Strengthening Treatment Access and Retention-Quality Improvement (STAR-QI)

(Formerly known as STAR-SI)

Key DFM Personnel

Richard L. Brown, MD, MPH - Principal Investigator
Deanne Boss, MS - STAR-QI Program Director

Collaborators

Joyce Allen, Director, WI Bureau of Mental Health and Substance Abuse Services
Michael Quirke, Program Evaluation Coordinator, Bureau of Mental Health and Substance Abuse Services

Funding

Wisconsin Department of Health Services (DHS)

Program Summary

The Wisconsin STAR-QI Program began in October 2006 as a three-year grant from the U.S. Substance Abuse and Mental Health Services Administration (SAMHSA). The purpose of the grant was to use the Network for the Improvement of Addiction Treatment (NIATx) Quality Improvement Model to improve organizational processes at the State and treatment agency level to impact client access to and retention in outpatient substance abuse treatment services. The STAR-QI Program has been so successful, that DHS has continued to fund it through September 2013.

The STAR-QI quality improvement projects aim to:

  1. Reduce the wait time between a client's first request for service and the first treatment session
  2. Reduce client no-shows
  3. Increase addiction treatment centers' admissions
  4. Increase the treatment continuation rate between the first and fourth treatment sessions

Collecting and reporting data is central to the NIATx model. Provider agencies collect baseline data before beginning a change. During the rapid-cycle quality improvement cycle, the agency continues to collect data, which they study to determine how the change impacted services. Change Teams at the provider agencies use their data to decide whether to adopt, adapt, or abandon their change project and to decide which quality improvement projects to pursue next.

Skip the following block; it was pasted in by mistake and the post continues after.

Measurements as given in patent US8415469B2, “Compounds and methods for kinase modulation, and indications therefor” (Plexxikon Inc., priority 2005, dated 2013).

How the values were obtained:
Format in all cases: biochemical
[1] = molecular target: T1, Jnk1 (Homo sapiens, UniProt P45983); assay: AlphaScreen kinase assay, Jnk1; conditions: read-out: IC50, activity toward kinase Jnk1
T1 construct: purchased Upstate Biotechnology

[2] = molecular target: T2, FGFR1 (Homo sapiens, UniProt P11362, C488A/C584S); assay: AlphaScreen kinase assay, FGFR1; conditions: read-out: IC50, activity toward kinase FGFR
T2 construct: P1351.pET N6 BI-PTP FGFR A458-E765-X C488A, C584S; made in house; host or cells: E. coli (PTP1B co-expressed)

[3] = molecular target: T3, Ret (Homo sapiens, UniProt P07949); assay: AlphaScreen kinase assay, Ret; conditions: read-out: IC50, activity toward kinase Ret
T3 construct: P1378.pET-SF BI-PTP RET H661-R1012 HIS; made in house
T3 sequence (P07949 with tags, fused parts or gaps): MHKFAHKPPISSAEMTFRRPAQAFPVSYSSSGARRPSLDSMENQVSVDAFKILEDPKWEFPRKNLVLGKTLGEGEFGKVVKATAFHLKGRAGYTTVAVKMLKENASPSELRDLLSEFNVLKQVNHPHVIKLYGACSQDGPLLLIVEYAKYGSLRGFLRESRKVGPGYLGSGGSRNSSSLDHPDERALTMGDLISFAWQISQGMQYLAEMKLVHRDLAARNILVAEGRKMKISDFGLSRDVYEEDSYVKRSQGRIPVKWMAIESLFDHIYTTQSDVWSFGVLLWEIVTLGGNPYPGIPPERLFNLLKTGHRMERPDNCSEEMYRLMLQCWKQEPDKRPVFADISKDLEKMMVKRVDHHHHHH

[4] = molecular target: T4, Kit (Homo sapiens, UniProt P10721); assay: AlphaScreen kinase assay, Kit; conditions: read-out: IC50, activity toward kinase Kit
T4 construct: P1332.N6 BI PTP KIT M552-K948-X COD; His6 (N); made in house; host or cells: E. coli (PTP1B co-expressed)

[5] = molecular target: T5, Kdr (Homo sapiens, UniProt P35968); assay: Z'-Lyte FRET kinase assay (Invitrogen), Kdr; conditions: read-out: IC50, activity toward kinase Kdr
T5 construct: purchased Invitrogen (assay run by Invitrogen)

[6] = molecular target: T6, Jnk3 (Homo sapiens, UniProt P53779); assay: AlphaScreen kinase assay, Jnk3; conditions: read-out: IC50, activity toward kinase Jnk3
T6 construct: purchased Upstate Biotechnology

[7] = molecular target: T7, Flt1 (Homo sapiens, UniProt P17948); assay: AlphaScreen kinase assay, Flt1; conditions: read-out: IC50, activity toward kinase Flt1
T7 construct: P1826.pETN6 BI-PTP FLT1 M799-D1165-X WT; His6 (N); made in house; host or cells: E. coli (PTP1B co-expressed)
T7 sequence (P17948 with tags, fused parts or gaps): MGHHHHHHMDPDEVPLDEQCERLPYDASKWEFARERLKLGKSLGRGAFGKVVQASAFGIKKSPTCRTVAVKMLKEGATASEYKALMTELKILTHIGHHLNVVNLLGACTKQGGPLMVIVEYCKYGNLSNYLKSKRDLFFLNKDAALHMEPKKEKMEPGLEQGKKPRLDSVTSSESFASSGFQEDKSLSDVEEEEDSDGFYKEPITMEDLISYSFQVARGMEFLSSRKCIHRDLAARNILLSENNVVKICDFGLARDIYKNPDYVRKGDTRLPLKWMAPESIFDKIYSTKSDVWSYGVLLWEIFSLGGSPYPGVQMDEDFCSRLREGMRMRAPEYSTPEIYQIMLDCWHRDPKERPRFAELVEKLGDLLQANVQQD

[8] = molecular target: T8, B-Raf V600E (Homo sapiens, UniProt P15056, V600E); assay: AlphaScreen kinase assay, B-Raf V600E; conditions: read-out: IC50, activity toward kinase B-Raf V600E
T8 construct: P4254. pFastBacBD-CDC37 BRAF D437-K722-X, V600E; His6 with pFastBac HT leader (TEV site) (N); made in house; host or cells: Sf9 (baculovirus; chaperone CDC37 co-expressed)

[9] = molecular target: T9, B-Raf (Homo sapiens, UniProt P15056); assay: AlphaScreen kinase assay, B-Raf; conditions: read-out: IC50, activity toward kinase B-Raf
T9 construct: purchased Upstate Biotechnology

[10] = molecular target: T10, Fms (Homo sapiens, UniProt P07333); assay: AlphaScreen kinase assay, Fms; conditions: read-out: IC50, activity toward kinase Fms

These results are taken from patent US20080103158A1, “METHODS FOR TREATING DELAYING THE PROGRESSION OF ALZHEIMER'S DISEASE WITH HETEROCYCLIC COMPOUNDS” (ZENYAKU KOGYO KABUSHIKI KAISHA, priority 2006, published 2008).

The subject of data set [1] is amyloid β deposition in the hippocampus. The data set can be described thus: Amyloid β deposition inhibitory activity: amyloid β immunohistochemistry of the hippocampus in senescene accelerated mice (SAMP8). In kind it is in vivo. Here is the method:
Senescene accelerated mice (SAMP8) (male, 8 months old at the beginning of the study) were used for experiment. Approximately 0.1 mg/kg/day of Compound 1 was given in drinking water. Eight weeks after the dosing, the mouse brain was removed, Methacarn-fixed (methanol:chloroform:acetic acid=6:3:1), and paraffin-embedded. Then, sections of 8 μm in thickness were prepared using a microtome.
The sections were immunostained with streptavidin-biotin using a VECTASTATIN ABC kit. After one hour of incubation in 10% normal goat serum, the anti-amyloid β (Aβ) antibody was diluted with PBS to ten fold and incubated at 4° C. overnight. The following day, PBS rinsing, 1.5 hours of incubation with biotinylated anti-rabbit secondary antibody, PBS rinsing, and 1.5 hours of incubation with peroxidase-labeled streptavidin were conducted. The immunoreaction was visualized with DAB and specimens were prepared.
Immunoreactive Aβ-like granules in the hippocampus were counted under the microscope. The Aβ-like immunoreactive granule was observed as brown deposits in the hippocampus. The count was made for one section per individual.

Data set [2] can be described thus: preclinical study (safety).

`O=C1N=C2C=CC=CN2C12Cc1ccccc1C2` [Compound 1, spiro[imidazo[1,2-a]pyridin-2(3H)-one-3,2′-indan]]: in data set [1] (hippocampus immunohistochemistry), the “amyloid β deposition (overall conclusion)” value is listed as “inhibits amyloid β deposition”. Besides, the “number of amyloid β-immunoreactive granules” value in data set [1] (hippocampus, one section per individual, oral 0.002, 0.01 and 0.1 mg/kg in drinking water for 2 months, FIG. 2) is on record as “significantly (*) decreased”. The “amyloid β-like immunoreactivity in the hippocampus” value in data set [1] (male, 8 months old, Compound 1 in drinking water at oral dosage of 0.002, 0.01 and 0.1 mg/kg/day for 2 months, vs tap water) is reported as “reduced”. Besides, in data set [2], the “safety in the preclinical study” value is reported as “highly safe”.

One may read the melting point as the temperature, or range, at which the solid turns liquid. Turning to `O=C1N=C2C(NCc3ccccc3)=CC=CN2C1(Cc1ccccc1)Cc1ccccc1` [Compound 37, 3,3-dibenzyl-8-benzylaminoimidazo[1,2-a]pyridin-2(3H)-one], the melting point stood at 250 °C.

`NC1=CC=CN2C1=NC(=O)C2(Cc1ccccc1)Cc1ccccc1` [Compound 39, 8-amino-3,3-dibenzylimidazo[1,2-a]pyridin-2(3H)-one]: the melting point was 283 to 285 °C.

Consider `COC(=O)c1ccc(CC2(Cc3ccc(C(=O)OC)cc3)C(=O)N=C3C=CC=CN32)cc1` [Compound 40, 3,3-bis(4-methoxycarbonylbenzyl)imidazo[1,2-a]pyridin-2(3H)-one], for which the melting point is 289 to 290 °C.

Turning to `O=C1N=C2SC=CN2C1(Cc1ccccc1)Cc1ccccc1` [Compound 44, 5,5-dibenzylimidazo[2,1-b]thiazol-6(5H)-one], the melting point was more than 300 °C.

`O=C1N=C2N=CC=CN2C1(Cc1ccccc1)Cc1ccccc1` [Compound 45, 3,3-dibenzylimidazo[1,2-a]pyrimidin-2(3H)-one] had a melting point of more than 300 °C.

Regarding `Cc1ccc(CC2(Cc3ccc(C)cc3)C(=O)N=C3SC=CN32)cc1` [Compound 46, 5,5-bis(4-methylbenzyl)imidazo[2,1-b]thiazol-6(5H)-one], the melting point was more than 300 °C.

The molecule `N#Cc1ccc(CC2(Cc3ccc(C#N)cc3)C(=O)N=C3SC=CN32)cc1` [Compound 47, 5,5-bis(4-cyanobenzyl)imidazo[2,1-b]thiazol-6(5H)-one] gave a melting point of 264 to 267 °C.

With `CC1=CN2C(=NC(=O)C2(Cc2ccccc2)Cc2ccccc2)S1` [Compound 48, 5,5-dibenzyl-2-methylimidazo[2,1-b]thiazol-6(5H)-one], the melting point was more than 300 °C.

Spread and sustainability are important concepts in the NIATx model. Initially ten Provider Organizations were participants in the first grant year. As we begin our seventh year, 50+ agencies are currently participating and outreach efforts are continuing.

In the Spotlight: Waukesha County Health and Human Services

Each year at the STAR-QI Annual Learning Session, Wisconsin Behavioral Health Treatment Providers are asked which Process Improvement Focus Areas they would like to work on for the next Program Year. Last year, Waukesha County Health and Human Services (HHS), along with a dozen of their STAR-QI peers, chose to work on Outcomes-Informed Care. The goal of the Outcomes-Informed Care group was to utilize the NIATx Process Improvement model, through the support of the STAR-QI Program, to improve client clinical outcomes by 5 percentage points. This goal would be accomplished by implementing an electronic clinical outcomes tracking, feedback, and benchmarking approach for at least one Counselor/Therapist and at least thirty clients. Waukesha County HHS’s Process Improvement Change Project is under the leadership of John Kettler, MS, CSAC, LPC, ICS, Senior Substance Abuse Counselor. The change team has progressed well with their project and has used information learned in the project, to improve services. The change team members did this by being actively engaged in formulating rapid cycle change ideas, implementing the changes, and then using data from outcome measures and client surveys to inform decision making for subsequent rapid improvement cycles.

Regarding the outcome measure, first a script was developed to introduce the outcome form to clients. The script served an important function of providing a consistent process across clinicians. The agency asked clients, involved in outpatient groups, to fill out the outcome form at admission and then every 30 days thereafter. Clients completed the form during the last session of the month, and by the primary counselor of the patient, to ensure that all patients would be surveyed only once. Spreadsheets were also created to organize the data that was being collected.